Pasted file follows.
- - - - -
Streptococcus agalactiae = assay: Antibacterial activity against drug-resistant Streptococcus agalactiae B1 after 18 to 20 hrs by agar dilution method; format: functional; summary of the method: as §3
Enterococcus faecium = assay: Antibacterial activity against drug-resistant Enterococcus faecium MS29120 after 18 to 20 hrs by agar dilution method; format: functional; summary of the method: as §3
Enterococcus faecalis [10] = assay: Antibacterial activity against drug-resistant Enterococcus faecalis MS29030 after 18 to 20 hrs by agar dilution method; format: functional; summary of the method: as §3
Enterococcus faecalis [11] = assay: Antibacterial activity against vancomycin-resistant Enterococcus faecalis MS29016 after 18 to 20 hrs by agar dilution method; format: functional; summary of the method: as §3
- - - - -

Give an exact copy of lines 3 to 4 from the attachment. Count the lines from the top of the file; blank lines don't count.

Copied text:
Enterococcus faecalis [10] = assay: Antibacterial activity against drug-resistant Enterococcus faecalis MS29030 after 18 to 20 hrs by agar dilution method; format: functional; summary of the method: as §3
Enterococcus faecalis [11] = assay: Antibacterial activity against vancomycin-resistant Enterococcus faecalis MS29016 after 18 to 20 hrs by agar dilution method; format: functional; summary of the method: as §3